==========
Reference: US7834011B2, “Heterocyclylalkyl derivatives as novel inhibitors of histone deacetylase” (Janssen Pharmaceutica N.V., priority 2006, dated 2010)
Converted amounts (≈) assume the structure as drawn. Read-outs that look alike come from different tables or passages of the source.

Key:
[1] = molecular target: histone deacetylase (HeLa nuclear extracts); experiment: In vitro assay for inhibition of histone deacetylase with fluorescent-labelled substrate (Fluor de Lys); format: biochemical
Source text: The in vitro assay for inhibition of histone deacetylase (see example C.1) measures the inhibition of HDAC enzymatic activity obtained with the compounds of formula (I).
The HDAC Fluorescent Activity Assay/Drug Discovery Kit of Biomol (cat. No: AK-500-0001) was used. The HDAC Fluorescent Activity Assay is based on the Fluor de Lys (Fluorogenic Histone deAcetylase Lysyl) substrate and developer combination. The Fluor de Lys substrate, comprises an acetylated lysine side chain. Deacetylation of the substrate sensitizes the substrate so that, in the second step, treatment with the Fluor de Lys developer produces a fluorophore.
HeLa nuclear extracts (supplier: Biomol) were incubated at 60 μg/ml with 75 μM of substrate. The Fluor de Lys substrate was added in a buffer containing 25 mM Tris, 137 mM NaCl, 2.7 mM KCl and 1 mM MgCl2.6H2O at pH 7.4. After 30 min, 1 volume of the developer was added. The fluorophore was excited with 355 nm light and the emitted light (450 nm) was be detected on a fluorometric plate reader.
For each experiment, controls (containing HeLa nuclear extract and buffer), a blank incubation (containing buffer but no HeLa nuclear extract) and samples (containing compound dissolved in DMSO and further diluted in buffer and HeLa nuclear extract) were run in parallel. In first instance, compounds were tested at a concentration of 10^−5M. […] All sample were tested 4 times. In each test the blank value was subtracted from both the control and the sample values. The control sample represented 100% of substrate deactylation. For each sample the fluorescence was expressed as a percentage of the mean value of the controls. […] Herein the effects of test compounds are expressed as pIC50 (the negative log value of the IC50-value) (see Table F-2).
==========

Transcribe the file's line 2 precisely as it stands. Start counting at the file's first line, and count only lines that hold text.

Converted amounts (≈) assume the structure as drawn. Read-outs that look alike come from different tables or passages of the source.